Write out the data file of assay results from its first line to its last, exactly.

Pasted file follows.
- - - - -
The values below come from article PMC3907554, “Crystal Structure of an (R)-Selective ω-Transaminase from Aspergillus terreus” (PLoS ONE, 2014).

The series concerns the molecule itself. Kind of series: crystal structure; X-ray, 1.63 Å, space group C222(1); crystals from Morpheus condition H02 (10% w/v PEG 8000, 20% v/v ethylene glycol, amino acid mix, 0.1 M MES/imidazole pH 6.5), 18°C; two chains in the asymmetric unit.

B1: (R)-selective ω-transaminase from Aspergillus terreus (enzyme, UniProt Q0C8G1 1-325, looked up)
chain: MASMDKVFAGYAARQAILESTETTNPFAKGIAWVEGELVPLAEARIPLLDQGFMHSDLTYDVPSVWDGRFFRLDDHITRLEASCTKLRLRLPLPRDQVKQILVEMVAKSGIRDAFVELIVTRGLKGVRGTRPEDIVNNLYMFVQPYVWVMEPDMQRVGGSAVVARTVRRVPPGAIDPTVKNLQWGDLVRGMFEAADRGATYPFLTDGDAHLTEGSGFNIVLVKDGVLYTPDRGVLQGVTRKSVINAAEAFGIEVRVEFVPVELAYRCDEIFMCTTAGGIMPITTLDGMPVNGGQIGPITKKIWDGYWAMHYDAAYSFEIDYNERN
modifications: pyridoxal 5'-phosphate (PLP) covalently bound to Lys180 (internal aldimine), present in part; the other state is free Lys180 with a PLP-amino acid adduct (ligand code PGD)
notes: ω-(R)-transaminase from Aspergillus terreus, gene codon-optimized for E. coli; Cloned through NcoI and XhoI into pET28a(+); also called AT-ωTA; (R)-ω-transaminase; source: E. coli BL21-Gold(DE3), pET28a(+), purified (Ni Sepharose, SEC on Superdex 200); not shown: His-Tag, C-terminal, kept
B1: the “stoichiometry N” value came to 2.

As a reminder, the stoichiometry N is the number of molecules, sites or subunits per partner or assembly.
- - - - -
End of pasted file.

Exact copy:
The values below come from article PMC3907554, “Crystal Structure of an (R)-Selective ω-Transaminase from Aspergillus terreus” (PLoS ONE, 2014).

The series concerns the molecule itself. Kind of series: crystal structure; X-ray, 1.63 Å, space group C222(1); crystals from Morpheus condition H02 (10% w/v PEG 8000, 20% v/v ethylene glycol, amino acid mix, 0.1 M MES/imidazole pH 6.5), 18°C; two chains in the asymmetric unit.

B1: (R)-selective ω-transaminase from Aspergillus terreus (enzyme, UniProt Q0C8G1 1-325, looked up)
chain: MASMDKVFAGYAARQAILESTETTNPFAKGIAWVEGELVPLAEARIPLLDQGFMHSDLTYDVPSVWDGRFFRLDDHITRLEASCTKLRLRLPLPRDQVKQILVEMVAKSGIRDAFVELIVTRGLKGVRGTRPEDIVNNLYMFVQPYVWVMEPDMQRVGGSAVVARTVRRVPPGAIDPTVKNLQWGDLVRGMFEAADRGATYPFLTDGDAHLTEGSGFNIVLVKDGVLYTPDRGVLQGVTRKSVINAAEAFGIEVRVEFVPVELAYRCDEIFMCTTAGGIMPITTLDGMPVNGGQIGPITKKIWDGYWAMHYDAAYSFEIDYNERN
modifications: pyridoxal 5'-phosphate (PLP) covalently bound to Lys180 (internal aldimine), present in part; the other state is free Lys180 with a PLP-amino acid adduct (ligand code PGD)
notes: ω-(R)-transaminase from Aspergillus terreus, gene codon-optimized for E. coli; Cloned through NcoI and XhoI into pET28a(+); also called AT-ωTA; (R)-ω-transaminase; source: E. coli BL21-Gold(DE3), pET28a(+), purified (Ni Sepharose, SEC on Superdex 200); not shown: His-Tag, C-terminal, kept
B1: the “stoichiometry N” value came to 2.

As a reminder, the stoichiometry N is the number of molecules, sites or subunits per partner or assembly.